For the third time in two days, the Arizona Republican has pushed the definitively false statement that the terrorist group Al-Qaeda was getting assistance from Iran, even though he was publicly ridiculed for the same false assertion on Tuesday.
This time, in a statement from his campaign honoring the fifth year anniversary of the war, McCain wrote:
"Today in Iraq, America and our allies stand on the precipice of winning a major victory against radical Islamic extremism. The security gains over the past year have been dramatic and undeniable. Al Qaeda and Shia extremists -- with support from external powers such as Iran -- are on the run but not defeated."
Why do people keep calling it a "gaffe"? If he's stating something that's flatly wrong three times in two days, it's not a gaffe, it's a talking point.
All recent evidence has indicated that McCain has simply internalized the central Bush lesson of his war: if the facts are against your desired policy, make up new facts and continue on your way. A sufficient percentage of the population will believe it.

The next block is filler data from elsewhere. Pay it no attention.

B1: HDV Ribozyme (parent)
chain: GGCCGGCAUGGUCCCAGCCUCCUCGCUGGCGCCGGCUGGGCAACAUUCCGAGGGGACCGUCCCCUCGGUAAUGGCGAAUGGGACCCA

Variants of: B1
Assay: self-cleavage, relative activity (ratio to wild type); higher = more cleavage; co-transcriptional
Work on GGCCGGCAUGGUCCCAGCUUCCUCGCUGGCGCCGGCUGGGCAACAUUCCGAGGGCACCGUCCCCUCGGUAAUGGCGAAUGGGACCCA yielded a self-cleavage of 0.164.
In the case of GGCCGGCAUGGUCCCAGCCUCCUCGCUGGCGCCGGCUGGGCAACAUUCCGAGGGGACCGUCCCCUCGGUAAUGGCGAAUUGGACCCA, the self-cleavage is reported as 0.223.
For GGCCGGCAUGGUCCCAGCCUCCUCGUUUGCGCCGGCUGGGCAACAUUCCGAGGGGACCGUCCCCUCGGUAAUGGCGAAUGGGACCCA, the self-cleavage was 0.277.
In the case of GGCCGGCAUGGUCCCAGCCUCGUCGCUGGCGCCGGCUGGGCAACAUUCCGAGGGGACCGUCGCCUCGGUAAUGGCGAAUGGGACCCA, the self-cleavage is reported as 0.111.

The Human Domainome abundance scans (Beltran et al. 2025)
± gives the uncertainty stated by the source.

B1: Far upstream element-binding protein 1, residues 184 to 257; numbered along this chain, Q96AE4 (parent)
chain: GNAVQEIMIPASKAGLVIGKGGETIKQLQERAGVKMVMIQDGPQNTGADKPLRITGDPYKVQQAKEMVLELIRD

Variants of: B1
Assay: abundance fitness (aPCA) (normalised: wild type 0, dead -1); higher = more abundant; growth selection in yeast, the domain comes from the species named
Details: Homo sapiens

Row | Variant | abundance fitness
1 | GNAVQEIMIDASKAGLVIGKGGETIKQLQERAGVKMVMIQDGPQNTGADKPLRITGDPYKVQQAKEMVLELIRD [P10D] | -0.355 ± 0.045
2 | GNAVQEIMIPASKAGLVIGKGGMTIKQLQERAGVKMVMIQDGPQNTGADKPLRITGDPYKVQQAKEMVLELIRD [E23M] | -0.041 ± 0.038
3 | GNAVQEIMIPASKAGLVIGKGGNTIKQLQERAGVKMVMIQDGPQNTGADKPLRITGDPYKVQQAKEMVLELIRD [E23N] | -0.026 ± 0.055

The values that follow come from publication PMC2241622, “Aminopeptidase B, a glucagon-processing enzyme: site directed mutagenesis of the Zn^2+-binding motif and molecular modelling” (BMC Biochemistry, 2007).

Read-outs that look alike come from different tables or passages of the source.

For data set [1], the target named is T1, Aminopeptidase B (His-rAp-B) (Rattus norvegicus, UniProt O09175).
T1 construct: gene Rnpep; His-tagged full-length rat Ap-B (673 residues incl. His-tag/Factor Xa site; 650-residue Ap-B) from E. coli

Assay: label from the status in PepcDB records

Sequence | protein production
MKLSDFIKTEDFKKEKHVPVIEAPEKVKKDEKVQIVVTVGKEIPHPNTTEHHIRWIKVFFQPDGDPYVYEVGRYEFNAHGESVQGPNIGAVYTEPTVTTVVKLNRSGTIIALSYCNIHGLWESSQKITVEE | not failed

McCain didn't get where he is today by being stupid. He did get there, however, by being manipulative when the situation has warranted, by misrepresenting facts when they worked against him, and by knowing which wings of the Republican Party to cozy up to at which times. If he's completely misrepresenting one of the most fundamental facts of the war, there's two possibilities. The first is that he's dumb as a post. Possible, but unlikely.
The second is that, like Bush, he simply isn't interested in letting the facts get in the way of a good speech about the shocking, scary, I'm-holding-a-flashlight-under-my-chin-right now bugaboo of the moment. Since Iraq has turned out to be such a disaster, and since McCain supports Bush's bloody legacy, there's only one rationalization possible to explain why things aren't working out: it must all secretly be Iran's fault.
Third Bush term, indeed.